Someone, out there, needs your help.

It could be that senior citizen you talked to after the last society meeting who can’t figure out how to use Ancestry’s search features on their home computer.

It could be someone who shares a frustrating experience on a message board or mailing list.

It could be a friend who’d like to look up her dad’s ancestry for him before he passes, but she has no idea where to start.

It could be your mother, asking you to help her sort through her boxes of unlabeled photos.

No matter who, no matter what, it’s likely that you have the experience and know-how to help them. And yes, it will cost you. It will cost you time, convenience, patience; even, perhaps, some money.

Today’s idea for a random act of kindness is very simple: the next time someone asks–or hints– for help, say “yes”.

Remember this: the person that seems the most annoying, the person that perhaps will try your patience most, the one who doesn’t seem to “get it” no matter how well you try to explain–that person will often be the most grateful for your help. I say this from experience. And I say this from a standpoint of humility, knowing there have been many times in my life when someone helped me when I must have seemed annoying, trying, stupid, and just plain hopeless.

Practice random acts of senseless kindness…with a smile!

Random Acts of Kindness Week: Give a Hand

Someone, out there, needs your help.

It could be that senior citizen you talked to after the last society meeting who can’t figure out how to use Ancestry’s search features on their home computer.

It could be someone who shares a frustrating experience on a message board or mailing list.

It could be a friend who’d like to look up her dad’s ancestry for him before he passes, but she has no idea where to start.

It could be your mother, asking you to help her sort through her boxes of unlabeled photos.

No matter who, no matter what, it’s likely that you have the experience and know-how to help them. And yes, it will cost you. It will cost you time, convenience, patience; even, perhaps, some money.

Today’s idea for a random act of kindness is very simple: the next time someone asks–or hints– for help, say “yes”.

Remember this: the person that seems the most annoying, the person that perhaps will try your patience most, the one who doesn’t seem to “get it” no matter how well you try to explain–that person will often be the most grateful for your help. I say this from experience. And I say this from a standpoint of humility, knowing there have been many times in my life when someone helped me when I must have seemed annoying, trying, stupid, and just plain hopeless.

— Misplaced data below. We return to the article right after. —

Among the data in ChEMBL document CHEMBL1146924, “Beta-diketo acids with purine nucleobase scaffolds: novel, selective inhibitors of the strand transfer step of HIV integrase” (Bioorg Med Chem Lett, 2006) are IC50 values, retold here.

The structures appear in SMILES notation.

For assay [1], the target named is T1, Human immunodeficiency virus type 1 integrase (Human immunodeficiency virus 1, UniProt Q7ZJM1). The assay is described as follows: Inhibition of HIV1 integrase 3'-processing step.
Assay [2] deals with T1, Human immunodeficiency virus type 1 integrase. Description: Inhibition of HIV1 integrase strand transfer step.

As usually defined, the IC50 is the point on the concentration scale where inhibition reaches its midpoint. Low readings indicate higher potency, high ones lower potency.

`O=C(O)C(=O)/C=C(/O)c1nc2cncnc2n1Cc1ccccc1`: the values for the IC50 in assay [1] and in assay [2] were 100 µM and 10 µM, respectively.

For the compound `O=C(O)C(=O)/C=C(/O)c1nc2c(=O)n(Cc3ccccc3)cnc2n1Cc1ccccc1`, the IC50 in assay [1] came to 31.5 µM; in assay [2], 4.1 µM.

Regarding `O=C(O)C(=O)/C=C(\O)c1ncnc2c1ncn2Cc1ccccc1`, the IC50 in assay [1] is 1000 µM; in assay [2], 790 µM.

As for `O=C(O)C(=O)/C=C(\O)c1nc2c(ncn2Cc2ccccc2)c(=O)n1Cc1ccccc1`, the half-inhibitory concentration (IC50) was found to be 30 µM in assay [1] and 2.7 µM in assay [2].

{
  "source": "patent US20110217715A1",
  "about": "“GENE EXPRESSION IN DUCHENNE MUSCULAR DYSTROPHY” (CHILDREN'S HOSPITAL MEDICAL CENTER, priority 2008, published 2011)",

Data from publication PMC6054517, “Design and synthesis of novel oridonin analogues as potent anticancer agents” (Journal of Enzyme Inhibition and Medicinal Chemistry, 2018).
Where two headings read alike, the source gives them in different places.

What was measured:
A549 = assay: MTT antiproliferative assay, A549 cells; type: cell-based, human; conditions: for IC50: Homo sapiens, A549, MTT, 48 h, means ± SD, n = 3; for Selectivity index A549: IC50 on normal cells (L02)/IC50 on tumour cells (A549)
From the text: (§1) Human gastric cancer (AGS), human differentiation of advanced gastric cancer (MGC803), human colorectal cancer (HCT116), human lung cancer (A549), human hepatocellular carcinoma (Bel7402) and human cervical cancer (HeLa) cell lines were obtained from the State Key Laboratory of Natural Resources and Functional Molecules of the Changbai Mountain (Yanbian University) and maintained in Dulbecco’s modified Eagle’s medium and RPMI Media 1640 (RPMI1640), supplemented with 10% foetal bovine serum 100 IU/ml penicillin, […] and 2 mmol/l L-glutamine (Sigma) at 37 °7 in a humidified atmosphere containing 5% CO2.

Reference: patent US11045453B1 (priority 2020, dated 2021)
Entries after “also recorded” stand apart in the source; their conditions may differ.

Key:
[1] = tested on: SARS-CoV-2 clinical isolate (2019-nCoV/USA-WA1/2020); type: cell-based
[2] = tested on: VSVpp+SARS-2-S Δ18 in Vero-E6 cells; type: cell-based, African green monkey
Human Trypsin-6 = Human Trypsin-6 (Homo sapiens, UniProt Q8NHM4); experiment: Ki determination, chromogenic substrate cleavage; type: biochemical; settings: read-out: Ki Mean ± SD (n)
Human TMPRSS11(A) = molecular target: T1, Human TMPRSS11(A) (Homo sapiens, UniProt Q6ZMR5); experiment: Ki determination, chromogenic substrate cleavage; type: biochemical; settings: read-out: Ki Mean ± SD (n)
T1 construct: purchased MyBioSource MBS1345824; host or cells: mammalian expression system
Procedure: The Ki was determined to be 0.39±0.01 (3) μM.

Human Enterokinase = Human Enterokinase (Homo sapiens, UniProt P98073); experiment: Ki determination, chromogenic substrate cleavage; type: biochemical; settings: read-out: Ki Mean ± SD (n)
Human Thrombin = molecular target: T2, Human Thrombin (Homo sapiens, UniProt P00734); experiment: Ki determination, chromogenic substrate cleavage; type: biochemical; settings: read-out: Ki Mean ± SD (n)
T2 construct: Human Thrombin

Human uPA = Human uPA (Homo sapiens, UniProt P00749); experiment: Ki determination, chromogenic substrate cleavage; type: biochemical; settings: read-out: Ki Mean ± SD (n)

Practice random acts of senseless kindness…with a smile!

Random Acts of Kindness Week: Transcribe or Translate

One way that you can make a difference to the genealogical community is to volunteer to transcribe, abstract, or index genealogical data for a society or other group. With the advent of the Internet, this no longer means that you always have to go onsite to do your act of kindness! I know of several members of the Eastern Washington Genealogical Society, as well as my sister-in-law (not an EWGS member), who have volunteered to index data for the Washington State Digital Archives. In my sister-in-law’s case, she had copies of census records mailed to her, which she then indexed, never having to leave home to volunteer her time. FamilySearch Indexing is another project that you can work on from home, which I have done on occasion. Renee and Lori are a couple of my geneablogging friends that have been volunteering for this and blogging about their experiences. Cyndi’s List also has a page of Volunteer Online Regional Projects where you can locate an assignment on which to work.

Can you read a foreign language or old-style handwriting? Your translating skills are needed! Cyndi’s List has a list of volunteer websites where you could sign up to help in this area; or volunteer to help with handwriting and script on any of these sites.